Public defenders push for program to provide immigrants access to attorneys

A national coalition of public defenders join calls for incoming Biden administration to overhaul immigration policies.

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Cook County Public Defender Amy Campanelli said wealth often determines whether or not a person in deportation proceedings can have access to an attorney.

Pat Nabong/Sun-Times file photo

Cook County public defenders are among a national coalition calling on President-elect Joe Biden to adopt a 10-point program that would give immigrants in deportation proceedings access to attorneys.

The group, the Public Defenders Coalition for Immigrant Justice, during a news conference Wednesday outlined the program, ranging from issuing a 1-year moratorium on deportations to restructuring immigration courts.

Mano Raju, the San Francisco public defender, said during the virtual news conference that a patchwork of groups across the country works to provide immigrants with legal help, but that those efforts aren’t enough. He pointed out how even a minor criminal conviction could have severe implications for a person’s immigration case.

Cook County Public Defender Amy Campanelli said after the news conference that it often comes down to a question of wealth whether or not a person in deportation proceedings can have access to an attorney.

“You have a right to counsel in theory, but you really do not if you can’t afford counsel,” Campanelli said about people with cases in immigration court.

In Chicago’s immigration court, 737 people who were ordered deported in fiscal year 2019 had legal representation, according to an analysis of data from Syracuse University. In comparison, 3,404 people who were ordered deported during that same time frame did not have legal representation, according to the analysis.

Last year, the Cook County Board included in its budget funds to create a new immigration unit within the county’s public defender’s office. The new unit will provide people entangled in criminal cases with access to an immigration attorney so the person could understand how the criminal case could impact their immigration case or status, according to a news release.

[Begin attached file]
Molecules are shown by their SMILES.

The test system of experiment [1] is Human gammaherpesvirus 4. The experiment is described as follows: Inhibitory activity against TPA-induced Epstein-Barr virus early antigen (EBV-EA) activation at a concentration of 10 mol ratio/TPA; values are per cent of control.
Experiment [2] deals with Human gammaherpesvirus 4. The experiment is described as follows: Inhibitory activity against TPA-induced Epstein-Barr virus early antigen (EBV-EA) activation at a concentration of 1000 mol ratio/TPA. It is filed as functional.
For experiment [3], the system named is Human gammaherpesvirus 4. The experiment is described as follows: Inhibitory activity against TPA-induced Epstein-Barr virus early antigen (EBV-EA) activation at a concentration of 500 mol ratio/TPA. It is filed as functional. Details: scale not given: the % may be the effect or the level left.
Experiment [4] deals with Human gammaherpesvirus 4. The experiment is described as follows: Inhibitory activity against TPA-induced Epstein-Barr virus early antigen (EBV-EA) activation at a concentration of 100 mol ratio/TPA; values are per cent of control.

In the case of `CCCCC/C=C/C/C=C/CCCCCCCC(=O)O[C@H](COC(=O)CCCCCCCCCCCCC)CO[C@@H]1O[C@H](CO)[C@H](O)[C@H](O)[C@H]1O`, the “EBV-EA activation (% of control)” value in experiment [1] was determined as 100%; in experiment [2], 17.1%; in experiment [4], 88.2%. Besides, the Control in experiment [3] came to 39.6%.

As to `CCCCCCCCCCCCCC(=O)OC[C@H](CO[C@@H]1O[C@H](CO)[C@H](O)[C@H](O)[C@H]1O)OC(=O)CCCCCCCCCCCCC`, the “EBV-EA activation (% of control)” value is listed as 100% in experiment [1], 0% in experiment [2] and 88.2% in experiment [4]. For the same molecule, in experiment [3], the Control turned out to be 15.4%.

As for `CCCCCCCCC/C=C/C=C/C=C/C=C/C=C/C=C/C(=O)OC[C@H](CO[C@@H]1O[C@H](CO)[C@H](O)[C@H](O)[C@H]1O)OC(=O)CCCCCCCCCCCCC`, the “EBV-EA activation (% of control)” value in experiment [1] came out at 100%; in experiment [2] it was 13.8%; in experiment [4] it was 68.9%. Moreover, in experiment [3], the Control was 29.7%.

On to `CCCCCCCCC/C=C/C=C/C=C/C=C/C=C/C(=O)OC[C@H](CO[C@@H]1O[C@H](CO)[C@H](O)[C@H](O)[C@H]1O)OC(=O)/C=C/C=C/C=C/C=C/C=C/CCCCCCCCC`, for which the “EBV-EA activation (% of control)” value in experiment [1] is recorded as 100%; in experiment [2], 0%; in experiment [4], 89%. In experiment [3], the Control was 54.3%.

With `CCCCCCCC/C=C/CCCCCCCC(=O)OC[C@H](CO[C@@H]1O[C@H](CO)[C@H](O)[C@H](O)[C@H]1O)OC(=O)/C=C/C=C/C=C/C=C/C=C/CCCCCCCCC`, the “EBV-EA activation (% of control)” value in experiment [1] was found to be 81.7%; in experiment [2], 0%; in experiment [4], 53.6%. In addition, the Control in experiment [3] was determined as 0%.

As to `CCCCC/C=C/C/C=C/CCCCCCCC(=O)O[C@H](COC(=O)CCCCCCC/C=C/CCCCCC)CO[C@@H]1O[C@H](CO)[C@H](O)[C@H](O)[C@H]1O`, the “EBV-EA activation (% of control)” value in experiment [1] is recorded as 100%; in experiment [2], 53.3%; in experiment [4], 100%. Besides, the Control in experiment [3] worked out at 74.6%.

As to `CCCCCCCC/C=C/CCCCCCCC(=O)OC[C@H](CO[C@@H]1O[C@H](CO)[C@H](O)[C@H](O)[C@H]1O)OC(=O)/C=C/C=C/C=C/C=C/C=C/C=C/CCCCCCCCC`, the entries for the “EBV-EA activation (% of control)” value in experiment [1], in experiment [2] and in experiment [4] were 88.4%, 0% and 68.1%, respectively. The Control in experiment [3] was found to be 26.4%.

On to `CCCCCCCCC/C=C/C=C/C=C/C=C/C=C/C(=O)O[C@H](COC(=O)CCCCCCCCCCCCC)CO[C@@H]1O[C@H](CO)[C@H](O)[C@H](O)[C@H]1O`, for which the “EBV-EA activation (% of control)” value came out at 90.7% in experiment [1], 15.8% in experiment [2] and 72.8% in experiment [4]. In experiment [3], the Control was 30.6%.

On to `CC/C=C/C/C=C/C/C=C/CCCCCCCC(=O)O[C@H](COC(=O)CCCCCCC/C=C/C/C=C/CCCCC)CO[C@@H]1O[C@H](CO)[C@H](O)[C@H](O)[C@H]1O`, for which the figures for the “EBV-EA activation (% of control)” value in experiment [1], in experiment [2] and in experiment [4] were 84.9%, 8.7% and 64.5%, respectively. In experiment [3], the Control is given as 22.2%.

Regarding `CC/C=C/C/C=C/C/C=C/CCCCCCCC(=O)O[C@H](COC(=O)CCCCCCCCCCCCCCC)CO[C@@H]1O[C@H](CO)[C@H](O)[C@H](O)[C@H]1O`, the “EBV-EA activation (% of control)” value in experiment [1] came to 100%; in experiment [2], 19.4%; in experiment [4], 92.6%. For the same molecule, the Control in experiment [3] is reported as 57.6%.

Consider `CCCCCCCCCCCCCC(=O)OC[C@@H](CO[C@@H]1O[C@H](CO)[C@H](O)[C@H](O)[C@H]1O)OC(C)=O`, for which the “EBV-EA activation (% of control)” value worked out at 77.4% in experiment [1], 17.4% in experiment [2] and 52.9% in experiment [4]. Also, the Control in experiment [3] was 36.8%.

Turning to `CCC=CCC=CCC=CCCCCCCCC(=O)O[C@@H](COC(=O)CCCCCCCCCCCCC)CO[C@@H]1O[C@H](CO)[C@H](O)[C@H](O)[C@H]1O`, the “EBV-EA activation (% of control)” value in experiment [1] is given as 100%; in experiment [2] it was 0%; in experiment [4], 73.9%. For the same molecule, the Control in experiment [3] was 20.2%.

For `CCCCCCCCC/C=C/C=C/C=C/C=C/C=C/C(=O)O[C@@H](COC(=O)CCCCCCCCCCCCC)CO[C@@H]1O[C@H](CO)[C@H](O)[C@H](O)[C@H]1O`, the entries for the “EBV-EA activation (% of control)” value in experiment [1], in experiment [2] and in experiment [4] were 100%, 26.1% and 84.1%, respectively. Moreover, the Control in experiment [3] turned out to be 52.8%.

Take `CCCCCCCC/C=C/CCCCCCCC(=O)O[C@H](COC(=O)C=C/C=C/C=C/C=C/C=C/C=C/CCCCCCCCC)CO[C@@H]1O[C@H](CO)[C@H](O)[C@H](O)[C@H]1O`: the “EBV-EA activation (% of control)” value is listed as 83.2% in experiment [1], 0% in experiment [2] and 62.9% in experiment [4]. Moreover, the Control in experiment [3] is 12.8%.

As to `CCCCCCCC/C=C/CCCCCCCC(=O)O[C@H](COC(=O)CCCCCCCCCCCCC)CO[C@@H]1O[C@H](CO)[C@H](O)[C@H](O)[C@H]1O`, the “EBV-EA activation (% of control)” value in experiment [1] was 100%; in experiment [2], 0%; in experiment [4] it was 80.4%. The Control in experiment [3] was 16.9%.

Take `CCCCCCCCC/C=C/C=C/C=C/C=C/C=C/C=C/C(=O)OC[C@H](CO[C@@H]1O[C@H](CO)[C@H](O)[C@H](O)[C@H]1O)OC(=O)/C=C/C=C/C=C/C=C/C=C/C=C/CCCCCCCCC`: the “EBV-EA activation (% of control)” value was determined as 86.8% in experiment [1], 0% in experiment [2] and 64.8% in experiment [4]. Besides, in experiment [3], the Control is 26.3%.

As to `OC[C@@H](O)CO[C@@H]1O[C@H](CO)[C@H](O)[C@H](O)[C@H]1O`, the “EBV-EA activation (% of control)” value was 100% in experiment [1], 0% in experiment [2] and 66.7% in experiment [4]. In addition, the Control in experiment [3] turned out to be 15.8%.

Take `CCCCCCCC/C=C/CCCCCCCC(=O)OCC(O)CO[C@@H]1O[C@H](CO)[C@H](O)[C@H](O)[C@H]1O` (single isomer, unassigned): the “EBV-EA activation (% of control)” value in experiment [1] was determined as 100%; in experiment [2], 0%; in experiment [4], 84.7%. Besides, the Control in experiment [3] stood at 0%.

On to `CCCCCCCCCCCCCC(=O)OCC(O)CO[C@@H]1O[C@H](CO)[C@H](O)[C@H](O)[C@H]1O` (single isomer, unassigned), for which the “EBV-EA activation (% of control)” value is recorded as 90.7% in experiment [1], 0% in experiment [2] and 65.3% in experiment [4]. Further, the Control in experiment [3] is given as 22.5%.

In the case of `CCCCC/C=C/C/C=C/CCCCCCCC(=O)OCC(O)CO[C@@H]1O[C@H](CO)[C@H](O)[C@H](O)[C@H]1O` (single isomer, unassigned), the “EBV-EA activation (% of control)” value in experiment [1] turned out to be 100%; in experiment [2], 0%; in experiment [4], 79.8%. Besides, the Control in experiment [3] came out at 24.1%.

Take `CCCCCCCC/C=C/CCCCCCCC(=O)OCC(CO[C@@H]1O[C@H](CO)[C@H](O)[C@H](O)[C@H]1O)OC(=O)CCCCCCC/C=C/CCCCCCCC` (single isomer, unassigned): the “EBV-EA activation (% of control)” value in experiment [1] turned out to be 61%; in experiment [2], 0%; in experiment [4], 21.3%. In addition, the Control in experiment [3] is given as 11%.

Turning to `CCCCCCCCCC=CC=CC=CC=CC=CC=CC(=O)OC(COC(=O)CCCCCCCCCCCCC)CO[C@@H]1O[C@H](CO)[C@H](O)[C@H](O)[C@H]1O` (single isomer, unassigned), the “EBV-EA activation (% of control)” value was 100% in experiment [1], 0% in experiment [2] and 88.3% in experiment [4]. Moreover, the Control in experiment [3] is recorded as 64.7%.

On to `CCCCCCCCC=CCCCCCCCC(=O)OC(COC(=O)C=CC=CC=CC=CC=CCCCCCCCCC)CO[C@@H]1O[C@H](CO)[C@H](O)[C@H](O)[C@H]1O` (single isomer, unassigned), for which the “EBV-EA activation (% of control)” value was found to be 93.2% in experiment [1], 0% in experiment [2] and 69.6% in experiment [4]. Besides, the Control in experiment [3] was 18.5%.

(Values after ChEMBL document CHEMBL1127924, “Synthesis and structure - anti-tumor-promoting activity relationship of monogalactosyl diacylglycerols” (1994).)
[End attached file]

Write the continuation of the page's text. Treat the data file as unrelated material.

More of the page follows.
Hena Mansori, a supervising attorney in the new unit, said she has already spent time training public defenders about how to obtain information about a person’s immigration history so she can begin screening individuals who are also facing criminal charges in Cook County.

Mansori said immigrants often get penalized twice if they get arrested for a crime, because many go into immigration custody after a conviction even if the sentencing called for a probationary sentence.

If the coalition is successful, federal funds could help provide legal representation for immigrants, Campanelli said. She thinks having more lawyers in immigration courtrooms could eventually lead to more reforms about how the courts operate. For example, she thinks immigrants should see an immigration judge in person not just through a video, which is how some proceedings had taken place even before the pandemic.

Locally, Campanelli is hoping either state or county legislation can expand her jurisdiction as public defender to also represent Cook County residents in immigration court.

The coalition’s other points include: reversing Trump-era immigration policies, ending immigration detention, ending a jail to deportation pipeline, ending the war on drugs against immigrants, restoring discretion in immigration cases, restoring pathways to gain lawful immigration status and defunding U.S. Immigration and Customs Enforcement.

Elvia Malagón’s reporting on social justice and income inequality is made possible by a grant from The Chicago Community Trust.

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